One slight complaint is the location of the “Q” button to access the camera’s quick menu - located on the camera’s grip, it’s all too easy to accidentally press it.
Packing the same sensor as the also newly announced 90D DSLR, which is very high in resolution at 32.5 megapixels. As well as that, there’s also a range of action-friendly specifications which make the M6 Mark II appealing to a wide range of different photographers.
You get 14fps with continuous autofocus, or 30fps if you’re happy to shoot 18 megapixels. You also get 4K video recording (which is uncropped) plus a host of nifty autofocusing features.
The biggest drawback of this camera is the lack of inbuilt viewfinder. If you’re from a phone photography type of background, you may not care, but you can always buy an optional detachable one if you do.
Overall, this is a dinky little CSC which is particularly well-suited to travel or those who just want to travel light and is worth investigating.
Sony’s a6000 camera is one of its biggest-ever selling models, thanks to a winning combination of ease of use and affordability. It’s taken Sony a long time to update the model, but in 2019 it brought out the a6100, giving new users a shiny new option to consider instead.
The new model inherits many of the features of more expensive models in Sony’s line-up, making it a good option for those who want some of the latest technology but are still new to the system.
Handling and battery life have also been enhanced, so while the a6100 is not as cheap as its predecessor, it’s likely to be something you’ll stick with for a bit longer as you grow in your skills.
This small and light compact system camera is a great option for those looking to travel light, while keeping all the benefits of a larger sensor (than your phone), and interchangeable lenses.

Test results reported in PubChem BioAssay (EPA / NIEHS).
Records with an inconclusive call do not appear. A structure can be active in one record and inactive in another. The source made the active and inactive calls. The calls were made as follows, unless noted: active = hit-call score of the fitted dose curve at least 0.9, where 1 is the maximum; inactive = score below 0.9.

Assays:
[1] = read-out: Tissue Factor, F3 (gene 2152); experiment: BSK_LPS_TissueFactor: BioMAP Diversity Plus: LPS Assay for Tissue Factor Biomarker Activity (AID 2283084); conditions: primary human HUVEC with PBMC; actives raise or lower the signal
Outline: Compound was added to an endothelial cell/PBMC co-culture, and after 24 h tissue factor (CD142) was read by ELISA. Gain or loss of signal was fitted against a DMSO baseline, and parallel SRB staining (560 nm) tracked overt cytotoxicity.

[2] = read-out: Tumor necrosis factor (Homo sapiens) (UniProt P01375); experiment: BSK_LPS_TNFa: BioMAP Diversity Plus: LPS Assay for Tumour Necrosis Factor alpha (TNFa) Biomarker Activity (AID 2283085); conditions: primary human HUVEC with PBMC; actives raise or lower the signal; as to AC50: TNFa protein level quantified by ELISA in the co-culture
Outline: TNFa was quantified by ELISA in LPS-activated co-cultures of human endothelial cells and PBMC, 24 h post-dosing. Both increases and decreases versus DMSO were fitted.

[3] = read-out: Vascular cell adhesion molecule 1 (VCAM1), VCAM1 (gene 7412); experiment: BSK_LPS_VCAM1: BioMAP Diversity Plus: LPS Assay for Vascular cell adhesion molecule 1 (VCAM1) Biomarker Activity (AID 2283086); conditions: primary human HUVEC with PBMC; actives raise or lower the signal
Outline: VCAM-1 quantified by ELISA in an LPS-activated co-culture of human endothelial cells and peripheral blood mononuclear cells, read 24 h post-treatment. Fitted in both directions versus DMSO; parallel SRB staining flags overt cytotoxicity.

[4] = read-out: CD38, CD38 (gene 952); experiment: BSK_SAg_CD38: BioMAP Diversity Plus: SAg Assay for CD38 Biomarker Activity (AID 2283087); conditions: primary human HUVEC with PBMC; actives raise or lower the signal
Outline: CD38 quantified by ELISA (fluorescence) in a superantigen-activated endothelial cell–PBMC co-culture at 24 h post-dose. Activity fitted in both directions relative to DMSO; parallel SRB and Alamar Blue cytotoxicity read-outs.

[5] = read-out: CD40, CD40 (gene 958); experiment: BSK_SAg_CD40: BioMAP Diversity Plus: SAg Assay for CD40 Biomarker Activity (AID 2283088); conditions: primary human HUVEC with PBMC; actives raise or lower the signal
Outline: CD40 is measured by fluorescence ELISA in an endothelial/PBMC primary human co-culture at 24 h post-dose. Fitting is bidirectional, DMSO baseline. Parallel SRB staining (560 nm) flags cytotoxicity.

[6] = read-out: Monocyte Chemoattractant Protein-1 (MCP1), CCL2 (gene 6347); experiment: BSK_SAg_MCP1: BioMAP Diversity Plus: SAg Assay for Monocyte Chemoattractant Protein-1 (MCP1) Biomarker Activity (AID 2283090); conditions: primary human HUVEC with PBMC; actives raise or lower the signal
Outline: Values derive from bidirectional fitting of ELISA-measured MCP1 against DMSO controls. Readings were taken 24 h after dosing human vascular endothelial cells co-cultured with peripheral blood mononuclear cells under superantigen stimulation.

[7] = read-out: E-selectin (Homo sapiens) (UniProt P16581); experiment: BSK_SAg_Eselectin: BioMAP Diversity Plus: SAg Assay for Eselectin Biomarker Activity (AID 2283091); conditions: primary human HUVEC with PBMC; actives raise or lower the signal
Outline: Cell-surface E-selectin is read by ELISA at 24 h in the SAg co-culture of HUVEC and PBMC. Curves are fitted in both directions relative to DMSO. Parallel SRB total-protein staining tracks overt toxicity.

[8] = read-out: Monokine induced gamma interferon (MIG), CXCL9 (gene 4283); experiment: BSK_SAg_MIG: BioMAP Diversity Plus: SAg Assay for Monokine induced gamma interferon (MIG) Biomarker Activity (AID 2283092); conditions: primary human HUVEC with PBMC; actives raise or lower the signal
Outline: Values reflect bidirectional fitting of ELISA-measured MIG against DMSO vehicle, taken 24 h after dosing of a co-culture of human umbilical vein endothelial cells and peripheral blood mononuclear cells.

You get a 20.3 megapixel Four Thirds sensor that performs well in a variety of situations, with an enhanced in-body image stabiliser to help keep your shots as sharp as possible. There’s also a tilting viewfinder, and a tilting screen - that’s not as flexible for selfies as an articulating screen, but is pretty helpful otherwise.
As this is a Panasonic, you get 4K Photo and Video, allowing you to shoot at 30fps and extract stills, a nifty feature that stands it apart from other CSCs.
Fujifilm has won over a lot of fans with its retro designs and high-performing cameras in the X series, with the latest X-H1 sitting right at the top of its current line-up.
This model is aimed at more serious enthusiasts than any of its other previous cameras, including in-body image stabilisation for the first time in an X-series camera. It uses the same sensor which has already proved itself to be very capable in the XPro2, X-T2 and X-T20.
It’s also got some fantastic video specifications, making it more of a hybrid camera than ever before - you’ve got both standard 4K and DCI 4K, as well as Full HD at up to 120p. Other better features include a larger electronic viewfinder, plus a touchscreen LCD. Impressive focusing and up to 14fps burst shooting round out the features to make it a very versatile option.
Aimed squarely at the same customers tempted by a Nikon Z50, Fujifilm X-T30 and Sony A6400, the Olympus OM-D E-M5 Mark III is the company’s mid-range offering. It’s been a long time coming, with the Mark II first appearing almost half a decade ago in February 2015.